Stress Relief for the Holidays
David Causey, Ph.D. – Square One: Specialists in Child & Adolescent Development
Although the holiday season is supposed to be a time of fun and happy anticipation, it can also be a time of stress with children. Later bed times, holiday sweets, traveling between relatives’ homes, commercial after commercial that turns “wants” into “needs”, unmet expectations, and too much “screen time” with video games/computers are factors that contribute to stress in children during the holidays. There is not one simple way to ensure a carefree holiday, but the following suggestions may help.
1) Start by monitoring your own expectations for the holidays and by reducing your own stress if you can. Most children are very attuned to stress levels in their parents. As your stress level rises or falls, so will your child’s. In the event that this may be a particularly hard holiday season (e.g., first holiday without a loved one, substantial economic stress), you might consider talking with your children about their own thoughts or feelings about it. You may be surprised how much they are thinking about it too.
2) Let your child enjoy the break from the tight scheduling of a school week, but be sure to maintain some routine as well. In other words, allow them to have some freedoms that they may not typically have during school, but don’t make it a “free for all” either. Reasonable bed times, proper nutrition, and reasonable limitations on television and video games may all help to reduce the occurrence of stress, while also easing the transition back into school after the holidays. It is usually wise to discuss your guidelines about privileges at the beginning of the break so that your children know what to expect and aren’t caught off guard.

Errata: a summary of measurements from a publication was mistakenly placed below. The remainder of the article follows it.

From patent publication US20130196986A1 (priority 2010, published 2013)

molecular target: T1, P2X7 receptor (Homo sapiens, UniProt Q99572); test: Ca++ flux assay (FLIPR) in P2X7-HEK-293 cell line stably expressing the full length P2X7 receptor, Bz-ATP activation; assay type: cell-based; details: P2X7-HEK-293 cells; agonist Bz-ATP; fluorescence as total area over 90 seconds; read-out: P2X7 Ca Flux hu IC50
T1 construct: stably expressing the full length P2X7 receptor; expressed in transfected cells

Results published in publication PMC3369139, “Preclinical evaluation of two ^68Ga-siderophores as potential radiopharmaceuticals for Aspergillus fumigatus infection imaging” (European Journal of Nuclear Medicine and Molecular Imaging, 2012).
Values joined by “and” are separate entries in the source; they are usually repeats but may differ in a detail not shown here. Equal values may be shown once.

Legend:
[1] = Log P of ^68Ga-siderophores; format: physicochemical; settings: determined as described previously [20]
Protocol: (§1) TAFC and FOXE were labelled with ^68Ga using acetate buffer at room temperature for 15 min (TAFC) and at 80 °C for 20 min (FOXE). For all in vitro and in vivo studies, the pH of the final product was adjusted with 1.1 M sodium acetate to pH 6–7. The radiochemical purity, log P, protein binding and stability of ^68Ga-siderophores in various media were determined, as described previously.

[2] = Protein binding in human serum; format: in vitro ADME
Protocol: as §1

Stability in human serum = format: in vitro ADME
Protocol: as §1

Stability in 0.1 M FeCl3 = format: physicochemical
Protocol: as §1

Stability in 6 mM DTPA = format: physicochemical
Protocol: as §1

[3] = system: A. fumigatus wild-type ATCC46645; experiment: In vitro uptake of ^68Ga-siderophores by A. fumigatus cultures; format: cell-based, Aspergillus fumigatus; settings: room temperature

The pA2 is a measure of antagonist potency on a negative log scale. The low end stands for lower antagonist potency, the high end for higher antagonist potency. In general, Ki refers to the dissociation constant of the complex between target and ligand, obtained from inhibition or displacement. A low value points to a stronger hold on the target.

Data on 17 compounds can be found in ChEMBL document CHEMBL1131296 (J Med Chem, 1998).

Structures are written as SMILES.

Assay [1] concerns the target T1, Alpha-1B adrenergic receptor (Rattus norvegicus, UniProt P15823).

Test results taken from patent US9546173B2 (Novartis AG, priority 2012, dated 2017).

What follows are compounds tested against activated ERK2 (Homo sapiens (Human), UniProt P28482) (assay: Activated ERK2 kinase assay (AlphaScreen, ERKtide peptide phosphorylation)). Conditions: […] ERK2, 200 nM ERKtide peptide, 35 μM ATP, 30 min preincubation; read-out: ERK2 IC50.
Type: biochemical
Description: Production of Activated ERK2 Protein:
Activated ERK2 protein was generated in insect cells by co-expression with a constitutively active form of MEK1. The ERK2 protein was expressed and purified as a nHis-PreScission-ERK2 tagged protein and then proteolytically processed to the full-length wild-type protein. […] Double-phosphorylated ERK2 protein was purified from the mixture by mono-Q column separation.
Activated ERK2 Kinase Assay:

3) Don’t over-schedule! Many families are REALLY good at being way too busy during the holidays. Remember, it really is OK to say “No” to some activities or even adult “obligations” during the holidays and not feel guilty. As a father, I know that some of my most relaxing, enjoyable, and memorable holidays were ones in which, for one reason or another, my family was “stuck” at home rather than traveling to see others or going from one place to another.
4) Last, but not least, take time to slow down, turn off the TV, and spend time with your children, so they know how important they are to you. Gifts are great, but focused time with your children does the most for building relationships and self esteem. One of my most memorable holiday moments was an evening spent with my daughter, putting up lights in the front yard and drinking hot chocolate together afterward! For your own family, maybe create a new family tradition, bake some cookies together, drive around to look at lights, or play some games…it really doesn’t matter, just make the time to do something!